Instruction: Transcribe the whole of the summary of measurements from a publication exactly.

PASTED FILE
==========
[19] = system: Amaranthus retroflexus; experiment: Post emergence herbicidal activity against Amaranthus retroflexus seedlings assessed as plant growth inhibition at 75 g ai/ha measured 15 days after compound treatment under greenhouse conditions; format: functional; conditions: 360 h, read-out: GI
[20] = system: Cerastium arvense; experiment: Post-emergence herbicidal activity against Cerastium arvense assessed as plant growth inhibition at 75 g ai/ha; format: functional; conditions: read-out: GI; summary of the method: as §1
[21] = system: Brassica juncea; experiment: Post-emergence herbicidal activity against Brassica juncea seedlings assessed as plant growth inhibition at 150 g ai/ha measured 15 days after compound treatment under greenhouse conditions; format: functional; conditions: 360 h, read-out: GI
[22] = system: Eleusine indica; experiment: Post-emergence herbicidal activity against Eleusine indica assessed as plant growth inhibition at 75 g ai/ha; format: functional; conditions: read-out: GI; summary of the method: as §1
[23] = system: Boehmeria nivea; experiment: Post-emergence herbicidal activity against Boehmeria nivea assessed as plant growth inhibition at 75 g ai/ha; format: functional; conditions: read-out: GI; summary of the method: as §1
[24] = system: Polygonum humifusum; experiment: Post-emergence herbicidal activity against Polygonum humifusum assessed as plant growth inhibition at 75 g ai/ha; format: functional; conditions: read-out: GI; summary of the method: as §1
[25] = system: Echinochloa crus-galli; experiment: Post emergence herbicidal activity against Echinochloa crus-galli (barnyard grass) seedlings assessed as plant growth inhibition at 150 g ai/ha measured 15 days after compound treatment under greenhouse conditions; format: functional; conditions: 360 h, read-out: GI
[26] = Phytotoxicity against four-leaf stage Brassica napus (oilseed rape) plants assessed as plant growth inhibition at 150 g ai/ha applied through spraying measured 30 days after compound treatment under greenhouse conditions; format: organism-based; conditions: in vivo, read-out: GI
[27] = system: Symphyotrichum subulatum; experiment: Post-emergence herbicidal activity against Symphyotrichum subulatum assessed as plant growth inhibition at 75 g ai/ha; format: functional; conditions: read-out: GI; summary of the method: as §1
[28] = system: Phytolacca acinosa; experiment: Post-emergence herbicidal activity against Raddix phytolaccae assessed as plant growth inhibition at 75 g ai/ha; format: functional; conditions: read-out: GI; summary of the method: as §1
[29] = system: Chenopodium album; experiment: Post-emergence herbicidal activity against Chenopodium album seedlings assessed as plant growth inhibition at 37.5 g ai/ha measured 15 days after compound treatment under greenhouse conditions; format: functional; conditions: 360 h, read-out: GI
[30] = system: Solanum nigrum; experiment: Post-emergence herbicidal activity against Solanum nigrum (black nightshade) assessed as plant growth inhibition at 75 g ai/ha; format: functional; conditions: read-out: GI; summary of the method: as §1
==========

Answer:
[19] = system: Amaranthus retroflexus; experiment: Post emergence herbicidal activity against Amaranthus retroflexus seedlings assessed as plant growth inhibition at 75 g ai/ha measured 15 days after compound treatment under greenhouse conditions; format: functional; conditions: 360 h, read-out: GI
[20] = system: Cerastium arvense; experiment: Post-emergence herbicidal activity against Cerastium arvense assessed as plant growth inhibition at 75 g ai/ha; format: functional; conditions: read-out: GI; summary of the method: as §1
[21] = system: Brassica juncea; experiment: Post-emergence herbicidal activity against Brassica juncea seedlings assessed as plant growth inhibition at 150 g ai/ha measured 15 days after compound treatment under greenhouse conditions; format: functional; conditions: 360 h, read-out: GI
[22] = system: Eleusine indica; experiment: Post-emergence herbicidal activity against Eleusine indica assessed as plant growth inhibition at 75 g ai/ha; format: functional; conditions: read-out: GI; summary of the method: as §1
[23] = system: Boehmeria nivea; experiment: Post-emergence herbicidal activity against Boehmeria nivea assessed as plant growth inhibition at 75 g ai/ha; format: functional; conditions: read-out: GI; summary of the method: as §1
[24] = system: Polygonum humifusum; experiment: Post-emergence herbicidal activity against Polygonum humifusum assessed as plant growth inhibition at 75 g ai/ha; format: functional; conditions: read-out: GI; summary of the method: as §1
[25] = system: Echinochloa crus-galli; experiment: Post emergence herbicidal activity against Echinochloa crus-galli (barnyard grass) seedlings assessed as plant growth inhibition at 150 g ai/ha measured 15 days after compound treatment under greenhouse conditions; format: functional; conditions: 360 h, read-out: GI
[26] = Phytotoxicity against four-leaf stage Brassica napus (oilseed rape) plants assessed as plant growth inhibition at 150 g ai/ha applied through spraying measured 30 days after compound treatment under greenhouse conditions; format: organism-based; conditions: in vivo, read-out: GI
[27] = system: Symphyotrichum subulatum; experiment: Post-emergence herbicidal activity against Symphyotrichum subulatum assessed as plant growth inhibition at 75 g ai/ha; format: functional; conditions: read-out: GI; summary of the method: as §1
[28] = system: Phytolacca acinosa; experiment: Post-emergence herbicidal activity against Raddix phytolaccae assessed as plant growth inhibition at 75 g ai/ha; format: functional; conditions: read-out: GI; summary of the method: as §1
[29] = system: Chenopodium album; experiment: Post-emergence herbicidal activity against Chenopodium album seedlings assessed as plant growth inhibition at 37.5 g ai/ha measured 15 days after compound treatment under greenhouse conditions; format: functional; conditions: 360 h, read-out: GI
[30] = system: Solanum nigrum; experiment: Post-emergence herbicidal activity against Solanum nigrum (black nightshade) assessed as plant growth inhibition at 75 g ai/ha; format: functional; conditions: read-out: GI; summary of the method: as §1